As the United States presidential campaign heats up, Switzerland is finding itself the centre of attention in what is an increasingly bitter fight between the two candidates’ claims to the seat of power.
The revelation that presumptive Republican candidate Mitt Romney had $3 million (SFr2.94 million) in a Swiss bank account has led to unrelenting attacks from President Barack Obama’s re-election team that he hides his money overseas to avoid paying tax.
In recent days, the Obama campaign has ramped up its attacks on Romney, accusing him of lacking transparency in having several foreign bank accounts and refusing to release more than one year of tax returns. A recent attack ad from the campaign contrasts Romney singing “America the Beautiful” while flashing up a headline saying: “He had millions in a Swiss bank account”.
But although Romney closed his Swiss account in 2010 and revelations have also come to light that he has money in other foreign accounts, including in the Cayman Islands, it is the Swiss account that has been bandied about by his opponents like a dirty word.
“The Cayman account came out later than the disclosure of Mitt Romney’s Swiss account,” Greg Wierzynski, a Republican former advisor to the Financial Services Committee of the US House of Representatives and former reporter for Time magazine, told swissinfo.ch.
“The fact is that, in the minds of people here, Switzerland is the country most easily associated with bank secrecy, tax evasion and rich people who want to hide their money.”
Head of the government’s communication agency Presence Switzerland, Nicolas Bideau, described the attention on Romney’s Swiss account as “confirmation of a Hollywood cliché which already exists”. Namely that if you want to hide your money from the taxman, send it to Switzerland.
His assessment was supported by George Edwards, a political scientist at Texas A&M University who said that Switzerland’s long term success had led to the country being a “fabled place to land your money”.
“That image is part of popular culture, here,” Edwards told swissinfo.ch. “You see it in the movies. Every time there’s a need to hide money, the idea of a Swiss bank account comes up. To hide money, the standard is the Swiss account. It just evokes notions of avoidance of scrutiny.”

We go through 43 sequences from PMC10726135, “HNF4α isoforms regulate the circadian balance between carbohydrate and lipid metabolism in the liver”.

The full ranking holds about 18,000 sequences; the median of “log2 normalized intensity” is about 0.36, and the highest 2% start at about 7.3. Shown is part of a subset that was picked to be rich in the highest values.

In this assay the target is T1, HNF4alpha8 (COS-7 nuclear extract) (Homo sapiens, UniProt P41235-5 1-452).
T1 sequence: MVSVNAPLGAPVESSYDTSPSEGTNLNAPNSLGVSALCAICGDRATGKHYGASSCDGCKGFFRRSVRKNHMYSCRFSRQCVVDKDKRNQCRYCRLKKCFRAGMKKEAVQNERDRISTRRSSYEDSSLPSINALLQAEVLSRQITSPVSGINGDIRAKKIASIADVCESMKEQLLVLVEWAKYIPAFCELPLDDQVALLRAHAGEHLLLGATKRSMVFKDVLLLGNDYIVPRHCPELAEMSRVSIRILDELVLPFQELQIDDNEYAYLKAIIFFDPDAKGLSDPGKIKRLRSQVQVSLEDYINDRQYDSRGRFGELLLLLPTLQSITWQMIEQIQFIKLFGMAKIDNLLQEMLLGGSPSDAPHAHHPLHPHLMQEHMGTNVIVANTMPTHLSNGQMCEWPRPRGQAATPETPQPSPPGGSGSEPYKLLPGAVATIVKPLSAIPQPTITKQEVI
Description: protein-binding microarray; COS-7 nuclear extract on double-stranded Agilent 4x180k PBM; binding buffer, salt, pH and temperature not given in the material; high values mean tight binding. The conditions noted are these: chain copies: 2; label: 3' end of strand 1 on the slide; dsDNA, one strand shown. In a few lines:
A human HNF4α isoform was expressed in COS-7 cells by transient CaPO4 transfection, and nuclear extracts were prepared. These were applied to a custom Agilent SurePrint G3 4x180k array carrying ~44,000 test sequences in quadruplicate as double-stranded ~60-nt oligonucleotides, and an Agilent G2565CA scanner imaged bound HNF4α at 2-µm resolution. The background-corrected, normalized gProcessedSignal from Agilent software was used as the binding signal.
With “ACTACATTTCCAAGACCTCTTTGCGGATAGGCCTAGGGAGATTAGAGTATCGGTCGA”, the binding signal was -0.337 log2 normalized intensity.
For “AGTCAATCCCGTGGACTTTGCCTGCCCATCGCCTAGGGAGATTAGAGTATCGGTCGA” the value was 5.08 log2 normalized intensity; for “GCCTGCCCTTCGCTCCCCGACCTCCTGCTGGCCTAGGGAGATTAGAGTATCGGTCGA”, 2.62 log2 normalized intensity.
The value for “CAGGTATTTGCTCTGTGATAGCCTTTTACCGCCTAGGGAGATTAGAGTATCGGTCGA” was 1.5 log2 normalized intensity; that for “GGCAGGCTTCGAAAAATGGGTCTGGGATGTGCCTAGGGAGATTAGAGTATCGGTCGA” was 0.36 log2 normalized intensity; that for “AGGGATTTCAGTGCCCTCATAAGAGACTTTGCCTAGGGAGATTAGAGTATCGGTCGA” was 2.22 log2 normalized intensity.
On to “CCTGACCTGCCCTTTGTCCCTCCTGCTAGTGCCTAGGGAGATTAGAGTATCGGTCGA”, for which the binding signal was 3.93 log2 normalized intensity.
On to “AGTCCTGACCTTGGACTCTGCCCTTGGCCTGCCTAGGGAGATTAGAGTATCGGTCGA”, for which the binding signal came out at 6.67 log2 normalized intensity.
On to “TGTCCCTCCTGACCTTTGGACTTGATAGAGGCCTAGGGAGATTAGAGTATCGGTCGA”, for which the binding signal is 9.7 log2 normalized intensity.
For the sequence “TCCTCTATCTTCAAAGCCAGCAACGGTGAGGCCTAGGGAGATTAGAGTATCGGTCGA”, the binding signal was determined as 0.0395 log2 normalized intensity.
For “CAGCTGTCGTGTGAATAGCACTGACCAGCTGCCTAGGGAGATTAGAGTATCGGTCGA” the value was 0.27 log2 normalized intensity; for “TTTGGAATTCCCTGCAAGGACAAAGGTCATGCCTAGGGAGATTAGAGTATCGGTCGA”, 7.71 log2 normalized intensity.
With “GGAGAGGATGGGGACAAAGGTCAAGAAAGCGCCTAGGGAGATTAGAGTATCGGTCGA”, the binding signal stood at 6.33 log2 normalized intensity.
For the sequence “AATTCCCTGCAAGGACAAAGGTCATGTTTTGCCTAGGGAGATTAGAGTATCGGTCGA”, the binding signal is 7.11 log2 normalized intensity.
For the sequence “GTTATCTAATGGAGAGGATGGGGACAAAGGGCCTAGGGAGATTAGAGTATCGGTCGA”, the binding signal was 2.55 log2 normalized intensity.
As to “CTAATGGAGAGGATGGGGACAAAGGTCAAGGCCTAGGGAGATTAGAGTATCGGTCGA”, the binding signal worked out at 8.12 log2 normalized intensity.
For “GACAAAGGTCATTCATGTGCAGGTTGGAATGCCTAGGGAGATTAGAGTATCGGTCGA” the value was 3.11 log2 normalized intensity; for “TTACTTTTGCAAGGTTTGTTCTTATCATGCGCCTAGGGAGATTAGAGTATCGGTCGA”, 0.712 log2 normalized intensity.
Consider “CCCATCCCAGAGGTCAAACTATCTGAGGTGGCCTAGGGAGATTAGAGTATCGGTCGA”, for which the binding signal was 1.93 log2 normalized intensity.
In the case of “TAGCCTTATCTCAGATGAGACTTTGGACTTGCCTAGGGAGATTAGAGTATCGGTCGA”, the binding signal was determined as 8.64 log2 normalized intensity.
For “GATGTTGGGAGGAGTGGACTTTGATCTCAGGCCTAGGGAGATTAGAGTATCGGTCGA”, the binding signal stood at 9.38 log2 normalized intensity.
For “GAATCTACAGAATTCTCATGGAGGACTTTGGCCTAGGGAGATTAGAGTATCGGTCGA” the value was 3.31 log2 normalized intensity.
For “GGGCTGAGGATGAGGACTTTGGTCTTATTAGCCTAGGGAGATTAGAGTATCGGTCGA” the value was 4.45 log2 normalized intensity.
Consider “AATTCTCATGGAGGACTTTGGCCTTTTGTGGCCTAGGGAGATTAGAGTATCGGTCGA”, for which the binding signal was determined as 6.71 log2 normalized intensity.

Wierzynski said US media attention on UBS’ admission in 2009 that it helped US clients hide money from the taxman and on American pressure on Switzerland to disclose details of accounts held here by rich Americans, reinforced the association of secrecy and tax evasion tied to Swiss bank accounts in the minds of Americans.
“And in the minds of the American media might also be the old story about the Holocaust assets that still lingers on,” he said. “I don’t think that many Americans have a bad image of Switzerland as a whole. The elites, certainly, know better. But you do have a lot of people here who see Swiss banks as a haven for the super wealthy and tax dodgers.”
Bideau said that analysis of the media attention on Romney’s Swiss account revealed that the attacks are less an attack on Switzerland itself and more about calling into question the candidate’s patriotism given his penchant for having his assets in foreign bank accounts. Additionally, insisting on his Swiss bank account is aimed at underscoring the supposedly out-of-touch wealth of the Republican candidate, he said.
“Nevertheless it’s true that it is an official position and that our embassy in Washington has pointed out to Mr Obama’s people that it is not very flattering to Switzerland,” Bideau told swissinfo.ch
Bideau said the issue is particularly sensitive given that Switzerland and the US are in discussions to find a solution to the current impasse on banking and taxation matters between the two countries.
“In a general sense, the relations between Switzerland and the US on financial questions are sensitive,” Bideau said.
Despite the protestations of the Swiss, attacks on Romney for having held a Swiss bank account are likely to continue right up to election day in November, Edwards said.
“The problem of Swiss and other foreign accounts is that it leads to questions such as: did the candidate put his money there so he doesn’t have to pay taxes? In the case of Mitt Romney, his lack of transparency gives the story legs. He has made one year of his personal finances available, but no others, while everyone knows he’s very wealthy,” Edwards said.
“In battleground states, surveys show that this line of attack resonates with some voters. From the Obama campaign perspective, this is very favourable feedback and it encourages them to continue doing it.”
Wierzynski said the line of attack on Romney’s foreign accounts was important for the Democrats as a means of mobilising the left of their own party and diverting attention from Obama’s record as president.
“We can expect more of this because it’s a fundamental base of attack against Romney,” he said. “I’m not sure that Switzerland will figure prominently in the [autumn], but it is and will be a piece of a caricature of Mitt Romney. In the context of the election campaign, it’s just a way to stir up controversy.”